1
\$\begingroup\$

I need to design a PCB layout to a system using an isolated communication with optocouplers, what means that I need separated ground areas, each one on one side of the communication that I want to isolate. So, is that possible to do it? How could I do it in a simple way?

\$\endgroup\$
0
\$\begingroup\$

You can solve your problem using the ground terminal in both sides of your schematic as the image below.

schematic

The point is that in the layout process you have to draw two different ground areas and just ignore the link between them as is shown in the image below.

layout

\$\endgroup\$
  • \$\begingroup\$ This sounds like you would have to remember which grounds to ignore. Wouldn't it be better create two separate nets - GND1 and GND2? Then you can't accidentally connect them. \$\endgroup\$ – dext0rb Nov 2 '12 at 2:17
  • \$\begingroup\$ But how do you do it with Proteus, @dextorb? \$\endgroup\$ – Sofia Lima Nov 2 '12 at 16:35
2
\$\begingroup\$

You should not call both of them "ground" if they are isolated from each other. Create the second one as its own net with a different name. Vss is a popular choice.

\$\endgroup\$
0
\$\begingroup\$

enter image description here

enter image description here

As for with the LM319, two GNDs are separate - for example, pin 6 and 8.

\$\endgroup\$
0
\$\begingroup\$

@borges: "Just ignore the link between them" ? Terrible idea. If you're going to bother using a PCB design package at all, why design your circuit such that fundamental Design Rule Checks can't be used at all? That's the whole point of these programs!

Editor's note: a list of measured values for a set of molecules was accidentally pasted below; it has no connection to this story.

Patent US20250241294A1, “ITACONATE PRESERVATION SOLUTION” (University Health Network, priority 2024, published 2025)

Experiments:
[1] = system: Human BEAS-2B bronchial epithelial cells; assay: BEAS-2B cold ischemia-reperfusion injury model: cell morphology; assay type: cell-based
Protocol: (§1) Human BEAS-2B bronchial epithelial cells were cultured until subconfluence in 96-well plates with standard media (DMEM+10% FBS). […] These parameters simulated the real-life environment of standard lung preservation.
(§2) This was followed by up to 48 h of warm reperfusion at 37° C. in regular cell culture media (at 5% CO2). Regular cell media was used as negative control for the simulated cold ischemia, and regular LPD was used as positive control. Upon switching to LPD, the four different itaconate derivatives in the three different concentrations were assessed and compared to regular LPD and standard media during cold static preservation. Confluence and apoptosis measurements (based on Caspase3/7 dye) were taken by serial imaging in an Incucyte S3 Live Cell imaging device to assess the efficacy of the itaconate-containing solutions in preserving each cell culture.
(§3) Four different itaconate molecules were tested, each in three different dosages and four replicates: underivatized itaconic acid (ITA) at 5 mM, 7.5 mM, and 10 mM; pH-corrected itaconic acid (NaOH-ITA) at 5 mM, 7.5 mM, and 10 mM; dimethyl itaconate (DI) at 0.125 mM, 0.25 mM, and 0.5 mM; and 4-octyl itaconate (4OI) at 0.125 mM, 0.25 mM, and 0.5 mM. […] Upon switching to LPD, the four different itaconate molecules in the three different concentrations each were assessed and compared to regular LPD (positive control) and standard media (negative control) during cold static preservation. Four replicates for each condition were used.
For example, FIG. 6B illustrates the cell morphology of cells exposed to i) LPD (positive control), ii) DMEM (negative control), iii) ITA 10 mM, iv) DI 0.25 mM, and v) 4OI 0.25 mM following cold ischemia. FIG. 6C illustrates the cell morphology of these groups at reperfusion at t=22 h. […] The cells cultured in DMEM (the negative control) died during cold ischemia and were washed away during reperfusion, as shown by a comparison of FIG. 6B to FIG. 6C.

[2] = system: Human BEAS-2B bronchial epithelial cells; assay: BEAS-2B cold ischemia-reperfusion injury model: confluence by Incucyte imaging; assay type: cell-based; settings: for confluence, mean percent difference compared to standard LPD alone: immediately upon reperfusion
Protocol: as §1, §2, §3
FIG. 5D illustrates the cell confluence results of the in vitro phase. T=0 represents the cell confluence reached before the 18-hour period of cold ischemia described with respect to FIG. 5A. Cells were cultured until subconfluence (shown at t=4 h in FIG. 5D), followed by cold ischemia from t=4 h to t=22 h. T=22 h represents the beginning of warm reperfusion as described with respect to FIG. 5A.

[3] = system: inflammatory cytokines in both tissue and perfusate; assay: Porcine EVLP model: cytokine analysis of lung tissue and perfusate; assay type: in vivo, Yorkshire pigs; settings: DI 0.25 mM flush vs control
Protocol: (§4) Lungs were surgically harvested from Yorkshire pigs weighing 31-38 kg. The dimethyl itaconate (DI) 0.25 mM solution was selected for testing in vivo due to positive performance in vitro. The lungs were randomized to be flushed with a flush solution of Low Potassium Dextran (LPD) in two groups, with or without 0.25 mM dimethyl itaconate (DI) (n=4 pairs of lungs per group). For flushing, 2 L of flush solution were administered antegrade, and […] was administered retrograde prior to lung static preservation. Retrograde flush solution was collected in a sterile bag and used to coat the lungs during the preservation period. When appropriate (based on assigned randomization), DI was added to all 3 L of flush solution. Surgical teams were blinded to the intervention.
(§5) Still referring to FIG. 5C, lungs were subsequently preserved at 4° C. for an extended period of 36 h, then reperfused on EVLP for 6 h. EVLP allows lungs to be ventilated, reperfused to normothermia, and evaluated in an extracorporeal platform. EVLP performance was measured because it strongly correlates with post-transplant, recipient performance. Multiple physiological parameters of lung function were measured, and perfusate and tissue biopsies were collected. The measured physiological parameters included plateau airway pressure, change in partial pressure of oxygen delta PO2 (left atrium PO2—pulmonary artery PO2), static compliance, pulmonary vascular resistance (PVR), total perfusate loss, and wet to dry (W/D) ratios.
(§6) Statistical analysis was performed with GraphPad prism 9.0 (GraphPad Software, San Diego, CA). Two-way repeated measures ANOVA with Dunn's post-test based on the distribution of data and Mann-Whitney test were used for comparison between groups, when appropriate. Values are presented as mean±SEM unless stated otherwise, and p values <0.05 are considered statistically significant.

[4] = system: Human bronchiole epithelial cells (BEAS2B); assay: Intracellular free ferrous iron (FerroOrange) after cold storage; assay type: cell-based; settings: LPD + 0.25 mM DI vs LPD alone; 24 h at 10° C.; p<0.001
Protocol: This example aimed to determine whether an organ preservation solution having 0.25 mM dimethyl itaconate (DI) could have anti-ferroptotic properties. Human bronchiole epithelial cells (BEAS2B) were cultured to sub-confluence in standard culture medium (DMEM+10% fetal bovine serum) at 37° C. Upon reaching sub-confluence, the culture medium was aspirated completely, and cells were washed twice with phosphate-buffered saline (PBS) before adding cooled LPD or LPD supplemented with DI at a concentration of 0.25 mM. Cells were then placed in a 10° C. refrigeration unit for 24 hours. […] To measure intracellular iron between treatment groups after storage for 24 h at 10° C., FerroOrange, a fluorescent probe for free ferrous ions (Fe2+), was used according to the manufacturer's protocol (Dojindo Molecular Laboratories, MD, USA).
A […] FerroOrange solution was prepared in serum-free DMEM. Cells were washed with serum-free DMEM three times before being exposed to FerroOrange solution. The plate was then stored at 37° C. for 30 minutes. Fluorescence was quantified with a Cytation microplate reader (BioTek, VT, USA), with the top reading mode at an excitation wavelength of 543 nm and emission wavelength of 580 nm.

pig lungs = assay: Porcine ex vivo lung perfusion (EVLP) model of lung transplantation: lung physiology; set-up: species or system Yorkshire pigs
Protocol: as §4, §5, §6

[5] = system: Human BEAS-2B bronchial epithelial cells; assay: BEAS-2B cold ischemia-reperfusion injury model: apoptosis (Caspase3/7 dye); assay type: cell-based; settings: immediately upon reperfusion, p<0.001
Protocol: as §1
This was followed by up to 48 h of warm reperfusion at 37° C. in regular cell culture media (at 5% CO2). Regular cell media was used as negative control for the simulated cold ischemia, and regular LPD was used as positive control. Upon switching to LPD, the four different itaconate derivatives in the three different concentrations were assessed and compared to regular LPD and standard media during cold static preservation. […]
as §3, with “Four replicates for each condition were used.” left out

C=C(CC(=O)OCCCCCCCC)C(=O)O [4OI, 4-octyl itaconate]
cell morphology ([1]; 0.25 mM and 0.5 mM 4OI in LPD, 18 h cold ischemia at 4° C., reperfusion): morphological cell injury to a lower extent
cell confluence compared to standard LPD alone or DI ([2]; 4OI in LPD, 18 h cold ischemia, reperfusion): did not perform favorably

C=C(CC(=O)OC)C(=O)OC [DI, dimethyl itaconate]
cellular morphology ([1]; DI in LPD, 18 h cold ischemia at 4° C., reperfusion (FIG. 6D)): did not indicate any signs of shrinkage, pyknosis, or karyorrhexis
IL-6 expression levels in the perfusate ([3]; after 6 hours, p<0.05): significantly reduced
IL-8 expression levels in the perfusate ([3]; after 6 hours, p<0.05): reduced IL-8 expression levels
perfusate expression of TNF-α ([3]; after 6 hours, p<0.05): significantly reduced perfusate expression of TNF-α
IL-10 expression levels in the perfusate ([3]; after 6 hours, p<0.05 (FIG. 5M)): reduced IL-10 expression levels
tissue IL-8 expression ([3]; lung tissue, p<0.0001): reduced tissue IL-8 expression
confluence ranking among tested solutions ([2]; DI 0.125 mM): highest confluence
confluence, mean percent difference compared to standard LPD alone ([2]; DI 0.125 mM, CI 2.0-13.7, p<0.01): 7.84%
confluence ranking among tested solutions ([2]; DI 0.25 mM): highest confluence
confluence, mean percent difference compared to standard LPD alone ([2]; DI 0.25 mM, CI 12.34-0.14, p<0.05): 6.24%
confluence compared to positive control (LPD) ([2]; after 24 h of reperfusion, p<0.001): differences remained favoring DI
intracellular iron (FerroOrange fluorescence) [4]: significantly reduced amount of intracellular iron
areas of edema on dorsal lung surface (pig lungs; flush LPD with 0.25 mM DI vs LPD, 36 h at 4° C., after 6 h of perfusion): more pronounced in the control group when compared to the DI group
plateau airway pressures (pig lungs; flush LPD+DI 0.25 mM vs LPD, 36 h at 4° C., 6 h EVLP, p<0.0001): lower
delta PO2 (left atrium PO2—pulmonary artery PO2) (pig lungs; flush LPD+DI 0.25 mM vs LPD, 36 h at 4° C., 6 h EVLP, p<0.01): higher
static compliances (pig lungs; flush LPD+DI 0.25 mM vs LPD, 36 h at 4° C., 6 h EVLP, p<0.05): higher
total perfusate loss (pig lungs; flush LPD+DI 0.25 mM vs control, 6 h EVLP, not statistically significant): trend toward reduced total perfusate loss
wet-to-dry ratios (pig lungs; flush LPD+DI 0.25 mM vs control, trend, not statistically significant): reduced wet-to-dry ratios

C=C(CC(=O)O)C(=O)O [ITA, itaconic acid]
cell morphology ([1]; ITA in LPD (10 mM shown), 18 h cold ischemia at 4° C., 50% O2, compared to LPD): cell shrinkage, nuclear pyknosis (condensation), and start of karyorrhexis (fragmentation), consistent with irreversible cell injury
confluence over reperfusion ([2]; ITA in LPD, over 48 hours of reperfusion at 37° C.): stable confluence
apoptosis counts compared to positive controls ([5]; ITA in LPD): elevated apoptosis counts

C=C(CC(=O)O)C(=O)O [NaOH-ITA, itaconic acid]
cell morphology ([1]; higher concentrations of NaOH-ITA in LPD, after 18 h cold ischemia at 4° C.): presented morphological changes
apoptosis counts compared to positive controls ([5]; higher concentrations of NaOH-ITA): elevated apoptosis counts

@OP In ISIS / schematic layout (depending on Proteus version) go to Tools -> Configure Power Rails. From here you can create a zero-volt power rail and name it something suitable.

It is common practice to have different visual symbols for separate grounds, which removes ambiguity when reading the schematic, but you need to know how to create your own symbols first. If it's just you reading the schematic you can probably survive fine using the standard POWER symbols and naming them differently. Proteus comes with GND and CHASSIS power pins by default; there's nothing stopping you adding a new entry to the list.

However, you MUST pay attention to hidden pins in IC circuit symbols. A typical logic IC, let's say a 4001 or a PIC, will hide it's power supply pins from the schematic to save unnecessary clutter. You need to edit the properties of any such component and find the Hidden Pins button (top right hand side of properties window) and make sure the supply pins go to the right nets.

\$\endgroup\$

Your Answer

By clicking “Post Your Answer”, you agree to our terms of service, privacy policy and cookie policy

Not the answer you're looking for? Browse other questions tagged or ask your own question.